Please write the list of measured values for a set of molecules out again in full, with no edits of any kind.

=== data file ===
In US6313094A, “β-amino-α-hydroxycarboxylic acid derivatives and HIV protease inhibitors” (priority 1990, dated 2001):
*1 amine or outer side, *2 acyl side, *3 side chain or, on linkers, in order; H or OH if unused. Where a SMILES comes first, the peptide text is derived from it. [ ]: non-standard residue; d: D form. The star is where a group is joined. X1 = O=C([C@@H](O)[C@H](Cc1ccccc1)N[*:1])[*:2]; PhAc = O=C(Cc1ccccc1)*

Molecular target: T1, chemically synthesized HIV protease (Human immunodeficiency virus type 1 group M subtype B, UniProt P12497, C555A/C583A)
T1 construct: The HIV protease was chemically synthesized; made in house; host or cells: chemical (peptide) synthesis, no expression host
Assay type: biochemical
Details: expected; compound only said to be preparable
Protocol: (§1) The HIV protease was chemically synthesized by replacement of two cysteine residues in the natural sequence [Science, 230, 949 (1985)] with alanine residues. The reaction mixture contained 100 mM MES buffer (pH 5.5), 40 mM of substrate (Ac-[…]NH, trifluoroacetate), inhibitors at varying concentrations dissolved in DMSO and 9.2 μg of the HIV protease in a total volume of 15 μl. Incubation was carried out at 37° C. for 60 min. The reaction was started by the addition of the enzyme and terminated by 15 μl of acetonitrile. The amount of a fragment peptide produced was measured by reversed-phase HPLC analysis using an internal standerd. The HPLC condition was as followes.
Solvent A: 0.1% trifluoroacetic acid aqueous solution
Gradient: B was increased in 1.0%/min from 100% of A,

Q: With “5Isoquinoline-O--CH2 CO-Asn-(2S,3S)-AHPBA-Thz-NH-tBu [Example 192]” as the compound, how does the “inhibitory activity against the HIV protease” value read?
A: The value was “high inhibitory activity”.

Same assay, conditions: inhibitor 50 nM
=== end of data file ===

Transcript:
In US6313094A, “β-amino-α-hydroxycarboxylic acid derivatives and HIV protease inhibitors” (priority 1990, dated 2001):
*1 amine or outer side, *2 acyl side, *3 side chain or, on linkers, in order; H or OH if unused. Where a SMILES comes first, the peptide text is derived from it. [ ]: non-standard residue; d: D form. The star is where a group is joined. X1 = O=C([C@@H](O)[C@H](Cc1ccccc1)N[*:1])[*:2]; PhAc = O=C(Cc1ccccc1)*

Molecular target: T1, chemically synthesized HIV protease (Human immunodeficiency virus type 1 group M subtype B, UniProt P12497, C555A/C583A)
T1 construct: The HIV protease was chemically synthesized; made in house; host or cells: chemical (peptide) synthesis, no expression host
Assay type: biochemical
Details: expected; compound only said to be preparable
Protocol: (§1) The HIV protease was chemically synthesized by replacement of two cysteine residues in the natural sequence [Science, 230, 949 (1985)] with alanine residues. The reaction mixture contained 100 mM MES buffer (pH 5.5), 40 mM of substrate (Ac-[…]NH, trifluoroacetate), inhibitors at varying concentrations dissolved in DMSO and 9.2 μg of the HIV protease in a total volume of 15 μl. Incubation was carried out at 37° C. for 60 min. The reaction was started by the addition of the enzyme and terminated by 15 μl of acetonitrile. The amount of a fragment peptide produced was measured by reversed-phase HPLC analysis using an internal standerd. The HPLC condition was as followes.
Solvent A: 0.1% trifluoroacetic acid aqueous solution
Gradient: B was increased in 1.0%/min from 100% of A,

Q: With “5Isoquinoline-O--CH2 CO-Asn-(2S,3S)-AHPBA-Thz-NH-tBu [Example 192]” as the compound, how does the “inhibitory activity against the HIV protease” value read?
A: The value was “high inhibitory activity”.

Same assay, conditions: inhibitor 50 nM